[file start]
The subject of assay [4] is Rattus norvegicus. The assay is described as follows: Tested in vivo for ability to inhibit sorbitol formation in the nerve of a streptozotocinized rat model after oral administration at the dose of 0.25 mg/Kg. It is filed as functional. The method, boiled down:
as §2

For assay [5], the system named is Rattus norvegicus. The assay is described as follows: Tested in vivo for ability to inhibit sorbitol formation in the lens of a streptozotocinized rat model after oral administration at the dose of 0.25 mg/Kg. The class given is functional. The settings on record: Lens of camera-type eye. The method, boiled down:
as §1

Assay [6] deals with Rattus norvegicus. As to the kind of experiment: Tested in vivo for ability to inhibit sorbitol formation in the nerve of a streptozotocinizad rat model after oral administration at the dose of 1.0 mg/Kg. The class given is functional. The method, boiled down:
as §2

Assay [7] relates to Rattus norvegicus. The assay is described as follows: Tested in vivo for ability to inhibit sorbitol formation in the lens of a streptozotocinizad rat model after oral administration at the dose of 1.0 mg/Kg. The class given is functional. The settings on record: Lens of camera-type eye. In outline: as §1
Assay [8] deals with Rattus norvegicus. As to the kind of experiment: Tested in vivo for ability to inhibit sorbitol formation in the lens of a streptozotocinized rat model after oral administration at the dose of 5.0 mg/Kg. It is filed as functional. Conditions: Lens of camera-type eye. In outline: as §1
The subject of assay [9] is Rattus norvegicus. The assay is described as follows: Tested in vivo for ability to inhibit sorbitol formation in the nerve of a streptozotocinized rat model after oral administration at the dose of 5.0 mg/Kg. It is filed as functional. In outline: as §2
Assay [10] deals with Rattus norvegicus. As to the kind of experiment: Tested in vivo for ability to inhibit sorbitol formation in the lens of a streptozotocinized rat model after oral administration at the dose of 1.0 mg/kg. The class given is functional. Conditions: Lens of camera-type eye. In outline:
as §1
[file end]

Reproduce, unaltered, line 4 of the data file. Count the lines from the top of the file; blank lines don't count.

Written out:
as §1